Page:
The management writer and academic explains why he believes companies that empower and train people at all levels to lead can create competitive advantage. The latest M-Prize challenge, cosponsored by Gary Hamel’s Management Innovation eXchange (MIX), Harvard Business Review, and McKinsey, asks managers to submit examples of how their organizations are empowering and training individuals to lead even when they lack formal authority. In this video, Hamel discusses why he believes it is vital for companies to “syndicate the work of leadership” across the organization, to redistribute power, and to change the role of the top team. This interview was conducted by McKinsey Publishing’s Simon London.
What follows is an excerpt of the edited transcript of Hamel’s remarks. To watch the video and/or read the complete transcript, please click here.
To learn more about the Leaders Everywhere challenge, please visit the Management Innovation eXchange Web site by clicking here.
* * *
Syndicating the work of leadership
The Management Innovation eXchange is the world’s first open-innovation platform, where we’re trying to elicit bleeding-edge practices in the world of management and organization and leadership. Every so often, we run a McKinsey–Harvard Business Review management prize (M-Prize) to pull those amazing new practices and those bleeding-edge ideas up to the surface.
This time around, the challenge is what we call Leaders Everywhere. And the thought underneath this is that we live in a world where never before has leadership been so necessary but where so often leaders seem to come up short. Our sense is that this is not really a problem of individuals; this is a problem of organizational structures—those traditional pyramidal structures that demand too much of too few and not enough of everyone else.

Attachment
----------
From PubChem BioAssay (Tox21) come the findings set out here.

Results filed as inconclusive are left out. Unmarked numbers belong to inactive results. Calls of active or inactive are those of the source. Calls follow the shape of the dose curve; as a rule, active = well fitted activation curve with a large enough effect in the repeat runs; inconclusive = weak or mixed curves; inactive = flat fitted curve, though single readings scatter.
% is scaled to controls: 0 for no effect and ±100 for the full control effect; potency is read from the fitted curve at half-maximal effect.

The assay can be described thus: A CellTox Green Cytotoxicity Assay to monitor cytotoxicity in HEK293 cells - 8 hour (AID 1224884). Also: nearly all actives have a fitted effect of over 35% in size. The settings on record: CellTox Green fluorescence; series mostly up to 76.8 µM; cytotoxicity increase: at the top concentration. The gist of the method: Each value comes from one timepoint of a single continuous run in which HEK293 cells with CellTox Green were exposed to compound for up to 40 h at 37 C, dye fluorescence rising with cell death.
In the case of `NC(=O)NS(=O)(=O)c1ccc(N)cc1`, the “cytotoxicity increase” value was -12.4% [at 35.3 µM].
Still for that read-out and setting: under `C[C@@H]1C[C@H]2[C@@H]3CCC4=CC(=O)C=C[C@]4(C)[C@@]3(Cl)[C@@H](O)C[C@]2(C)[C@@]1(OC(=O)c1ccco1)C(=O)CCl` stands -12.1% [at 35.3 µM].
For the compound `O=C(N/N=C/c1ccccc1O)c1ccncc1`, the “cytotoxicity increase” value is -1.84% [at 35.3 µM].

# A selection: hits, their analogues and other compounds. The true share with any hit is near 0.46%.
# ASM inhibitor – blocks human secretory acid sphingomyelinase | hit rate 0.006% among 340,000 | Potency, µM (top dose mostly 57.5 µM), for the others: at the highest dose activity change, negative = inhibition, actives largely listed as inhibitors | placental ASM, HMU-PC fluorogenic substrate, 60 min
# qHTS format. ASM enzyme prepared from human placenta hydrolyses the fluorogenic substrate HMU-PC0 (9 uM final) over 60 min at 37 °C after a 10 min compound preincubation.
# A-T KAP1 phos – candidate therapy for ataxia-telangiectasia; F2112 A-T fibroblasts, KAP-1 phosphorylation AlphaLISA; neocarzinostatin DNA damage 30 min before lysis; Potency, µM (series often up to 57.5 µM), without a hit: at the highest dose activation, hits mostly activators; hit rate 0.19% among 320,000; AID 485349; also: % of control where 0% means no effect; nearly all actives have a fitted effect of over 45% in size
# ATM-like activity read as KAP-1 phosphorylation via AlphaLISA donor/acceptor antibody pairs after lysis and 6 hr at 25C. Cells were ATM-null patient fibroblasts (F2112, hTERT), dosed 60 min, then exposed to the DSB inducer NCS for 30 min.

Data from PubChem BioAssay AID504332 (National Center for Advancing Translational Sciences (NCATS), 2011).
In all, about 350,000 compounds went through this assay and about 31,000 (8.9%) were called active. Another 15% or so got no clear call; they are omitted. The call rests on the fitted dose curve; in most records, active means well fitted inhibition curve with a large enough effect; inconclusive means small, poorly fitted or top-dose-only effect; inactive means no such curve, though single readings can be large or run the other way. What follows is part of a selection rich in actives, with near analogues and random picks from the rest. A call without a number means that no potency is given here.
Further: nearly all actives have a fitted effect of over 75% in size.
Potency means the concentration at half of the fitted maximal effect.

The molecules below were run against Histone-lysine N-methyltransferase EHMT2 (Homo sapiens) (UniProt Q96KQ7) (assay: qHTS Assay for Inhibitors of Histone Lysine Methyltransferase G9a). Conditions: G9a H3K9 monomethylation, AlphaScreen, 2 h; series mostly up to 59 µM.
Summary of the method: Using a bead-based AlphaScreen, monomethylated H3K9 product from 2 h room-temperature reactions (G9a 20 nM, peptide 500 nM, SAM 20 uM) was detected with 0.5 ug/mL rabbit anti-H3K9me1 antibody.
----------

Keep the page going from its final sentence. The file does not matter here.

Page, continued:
So here we are in a world of amazing complexity and complex organizations that just require too much from those few people up top. They don’t have the intellectual diversity, the bandwidth, the time to really make all these critical decisions. There’s a reason that, so often in organizations, change is belated, it is infrequent, it is convulsive.
Because, typically, in those traditional structures, by the time a small team at the top realizes there’s a need for fundamental change, by the time a problem is big enough or an opportunity clear enough that it prompts action, that it breaks through all the levels, commands the attention of these extraordinarily busy people up top—it’s too late. So if we want to build truly adaptable organizations, we have to syndicate the work of leadership more broadly.
I think the dilemma is that as complex as our organizations have grown, as fast as the environment is changing, there are just not enough extraordinary leaders to go around. Look at what we expect from a leader today. We expect somebody to be confident and yet humble. We expect them to be very strong in themselves but open to being influenced. We expect them to be amazingly prescient, with great foresight, but to be practical as well, to be extremely bold and also prudent.
How many people like that are out there? I haven’t met very many. Right? People who have the innovation instincts of Steve Jobs, the political skills of Lee Kuan Yew, and the emotional intelligence of Desmond Tutu? That’s a pretty small set. And yet we’ve built organizations where you almost need that caliber of person for them to run well if you locate so much of the decision-making authority in the top of the organization.
* * *
To watch the video and/or read the edited transcript, please click here.
The Wall Street Journal recently ranked Gary Hamel as the world’s most influential business thinker, and Fortune magazine has called him “the world’s leading expert on business strategy.” Hamel’s landmark books, which have been translated into more than 20 languages, include Competing for the Future, Leading the Revolution and The Future of Management (selected by Amazon.com as the best business book of the year). His latest book, What Matters Now, was published in 2012.
Over the past twenty years, Hamel has authored 17 articles for the Harvard Business Review and is the most reprinted author in the Review’s history. He has also written for the Wall Street Journal, Fortune, The Financial Times and many other leading publications around the world. He writes an occasional blog for the Wall Street Journal. Since 1983, Hamel has been on the faculty of the London Business School, where he is currently Visiting Professor of Strategic and International Management.
To visit his website, please click here.